Wednesday, May 7, 2014

The Spiritual Art of Raising Children with Disabilities: A guest post by Kathleen Deyer Bolduc (make a comment and you might win a copy!)




 A new friend of mine and fellow spiritual director, Kathy Bolduc, has recently written a book called The Spiritual Art of Raising Children with Disabilities. An excerpt is below. As I have read through its pages, I am drawn into a world that I don't know much about personally, but know several friends who do. 

Kathy writes with empathy, wisdom and encouragement as she offers stories and Scripture and provides reflections for parents who are trying to "gather up the broken pieces" and rearrange them in a mosaic that tells their story and searches for God in it. If you have a child with disabilities or know someone who does, read or pass along this book. It will infuse you with hope and teach you about the art of parenting this child.

Make a comment below (by Thursday at 5 pm) and you will have a chance to win a copy of Kathy's book. (A comment will be selected by number through random.com.)
Celebration

Applause, everyone. Bravo, bravissimo! Shout God-songs at the top of your lungs!
Psalm 47:1 (The Message)


My son Joel, who has autism, loves to dance. He’s a study in joy on the dance floor—arms flailing, feet shuffling, eyes shining. Joy bubbles up in my veins as I watch him, inviting me to get up and do my own celebratory dance.

I find myself asking, “When was the last time I celebrated? Truly celebrated?”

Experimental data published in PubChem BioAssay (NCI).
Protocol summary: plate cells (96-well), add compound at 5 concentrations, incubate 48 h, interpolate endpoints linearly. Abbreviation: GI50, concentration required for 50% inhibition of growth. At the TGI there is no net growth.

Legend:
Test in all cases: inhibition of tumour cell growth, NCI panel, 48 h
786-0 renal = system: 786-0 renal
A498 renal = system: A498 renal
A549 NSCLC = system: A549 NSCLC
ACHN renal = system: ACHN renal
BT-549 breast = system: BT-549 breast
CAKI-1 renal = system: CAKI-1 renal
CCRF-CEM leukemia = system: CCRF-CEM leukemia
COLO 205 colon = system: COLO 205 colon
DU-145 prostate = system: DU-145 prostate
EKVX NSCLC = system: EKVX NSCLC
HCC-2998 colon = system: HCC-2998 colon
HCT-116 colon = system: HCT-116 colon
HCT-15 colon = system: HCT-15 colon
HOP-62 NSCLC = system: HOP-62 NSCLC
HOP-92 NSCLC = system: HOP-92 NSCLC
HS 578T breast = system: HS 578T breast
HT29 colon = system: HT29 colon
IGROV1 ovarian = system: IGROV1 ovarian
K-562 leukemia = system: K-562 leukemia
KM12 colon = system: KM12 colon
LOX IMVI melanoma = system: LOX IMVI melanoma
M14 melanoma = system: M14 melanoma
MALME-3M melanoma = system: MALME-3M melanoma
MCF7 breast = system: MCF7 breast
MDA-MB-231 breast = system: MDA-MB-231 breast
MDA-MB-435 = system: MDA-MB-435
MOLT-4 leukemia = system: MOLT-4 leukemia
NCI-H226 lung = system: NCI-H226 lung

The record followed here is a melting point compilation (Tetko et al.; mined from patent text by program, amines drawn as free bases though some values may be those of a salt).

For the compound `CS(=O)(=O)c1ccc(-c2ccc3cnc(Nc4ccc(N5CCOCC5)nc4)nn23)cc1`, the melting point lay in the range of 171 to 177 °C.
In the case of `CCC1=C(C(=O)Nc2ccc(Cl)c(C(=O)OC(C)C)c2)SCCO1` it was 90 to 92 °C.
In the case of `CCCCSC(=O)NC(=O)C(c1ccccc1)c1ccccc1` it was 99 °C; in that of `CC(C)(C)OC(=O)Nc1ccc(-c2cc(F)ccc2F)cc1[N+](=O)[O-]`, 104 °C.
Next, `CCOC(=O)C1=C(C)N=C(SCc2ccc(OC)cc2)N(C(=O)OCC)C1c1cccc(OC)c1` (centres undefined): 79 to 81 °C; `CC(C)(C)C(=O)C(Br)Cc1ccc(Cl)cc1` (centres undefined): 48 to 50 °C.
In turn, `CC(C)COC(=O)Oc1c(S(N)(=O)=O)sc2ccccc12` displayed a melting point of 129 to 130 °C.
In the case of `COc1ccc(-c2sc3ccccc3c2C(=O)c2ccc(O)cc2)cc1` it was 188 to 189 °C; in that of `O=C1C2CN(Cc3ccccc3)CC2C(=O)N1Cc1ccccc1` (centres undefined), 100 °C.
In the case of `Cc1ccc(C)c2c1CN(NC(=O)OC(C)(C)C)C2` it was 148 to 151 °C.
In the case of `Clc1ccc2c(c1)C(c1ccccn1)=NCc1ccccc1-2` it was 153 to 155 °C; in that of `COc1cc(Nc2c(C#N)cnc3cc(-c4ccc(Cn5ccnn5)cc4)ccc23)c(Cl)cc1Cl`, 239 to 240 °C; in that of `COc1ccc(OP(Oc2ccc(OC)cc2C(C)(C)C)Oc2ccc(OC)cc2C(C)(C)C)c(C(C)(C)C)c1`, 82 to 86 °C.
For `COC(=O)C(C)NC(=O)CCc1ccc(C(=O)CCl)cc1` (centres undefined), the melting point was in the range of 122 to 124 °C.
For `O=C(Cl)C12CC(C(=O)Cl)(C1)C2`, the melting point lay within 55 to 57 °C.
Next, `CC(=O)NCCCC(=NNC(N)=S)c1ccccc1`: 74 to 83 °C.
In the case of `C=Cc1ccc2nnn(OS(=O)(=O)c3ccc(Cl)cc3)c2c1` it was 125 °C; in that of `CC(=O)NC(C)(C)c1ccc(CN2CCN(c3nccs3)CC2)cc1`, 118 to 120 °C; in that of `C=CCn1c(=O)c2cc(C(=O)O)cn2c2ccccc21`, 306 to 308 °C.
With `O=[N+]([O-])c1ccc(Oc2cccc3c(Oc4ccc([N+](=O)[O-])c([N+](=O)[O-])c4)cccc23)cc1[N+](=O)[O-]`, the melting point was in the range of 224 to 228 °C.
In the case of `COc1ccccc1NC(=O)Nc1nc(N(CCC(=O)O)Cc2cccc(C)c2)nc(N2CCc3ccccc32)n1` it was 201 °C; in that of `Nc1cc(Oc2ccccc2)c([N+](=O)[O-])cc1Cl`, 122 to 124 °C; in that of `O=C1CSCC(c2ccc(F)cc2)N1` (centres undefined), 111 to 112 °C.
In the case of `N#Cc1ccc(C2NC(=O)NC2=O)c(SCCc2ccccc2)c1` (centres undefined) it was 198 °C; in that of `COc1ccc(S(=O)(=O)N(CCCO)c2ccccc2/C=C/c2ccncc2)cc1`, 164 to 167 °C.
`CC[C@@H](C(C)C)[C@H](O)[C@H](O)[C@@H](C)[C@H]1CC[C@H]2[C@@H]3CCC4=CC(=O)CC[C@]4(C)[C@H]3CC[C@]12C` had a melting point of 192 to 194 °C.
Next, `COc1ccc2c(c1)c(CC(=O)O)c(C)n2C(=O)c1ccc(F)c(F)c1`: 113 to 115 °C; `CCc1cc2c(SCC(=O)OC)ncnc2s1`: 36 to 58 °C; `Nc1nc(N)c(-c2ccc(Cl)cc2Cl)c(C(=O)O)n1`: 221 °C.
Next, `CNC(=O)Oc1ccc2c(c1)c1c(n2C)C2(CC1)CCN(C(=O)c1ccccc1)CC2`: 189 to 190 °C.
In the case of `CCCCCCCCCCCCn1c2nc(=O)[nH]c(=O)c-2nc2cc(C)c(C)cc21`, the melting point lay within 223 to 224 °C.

Celebration brings joy, and joy makes us strong. The prophet Nehemiah reminds us that the joy of the Lord is our strength (Nehemiah 8:10). Richard Foster writes, “Celebration is central to all the Spiritual Disciplines. Without a joyful spirit of festivity the Disciplines become dull, death-breathing tools in the hands of modern Pharisees. Every Discipline should be characterized by carefree gaity and a sense of thanksgiving.” (Celebration of Discipline, p. 164)

This past weekend my husband Wally and I were scheduled to help out at the monthly dance held at Joel’s home, Safe Haven Farms. We look forward to these dances. Just watching my son dance is a guarantee of entering into a little piece of heaven on earth. But this particular night, for whatever reason, Joel was agitated and anxious, unable to relax. He walked into the brightly decorated multi-purpose room where music was blaring, took one look around and turned on his heel, running for the door. Dan, his one-on-one staff, followed closely behind.

Within five minutes Joel returned. He refused to sit down for dinner, which had just been served. Out the door he ran, again. I continued dishing up food, watching my son run in and out of the building several times over the course of twenty minutes. Finally, Wally whispered in my ear. “Let’s go.”

We gathered up Joel’s backpack and meds, shepherded him to the car, and headed toward our home, where he was scheduled to spend the night.

Just seven o’clock on a beautiful evening, bedtime was still a couple of hours away. We decided to take a cruise on our new pontoon boat, located just up the road from our house. A visual mantle of relaxation settled over Joel the moment he stepped onto the boat. Putzing around the lake at a leisurely pace, we surprised at least ten great blue herons from their rookery in a tree near the bank. We watched in awe as they took off in flight, lifting into the air with great, measured strokes.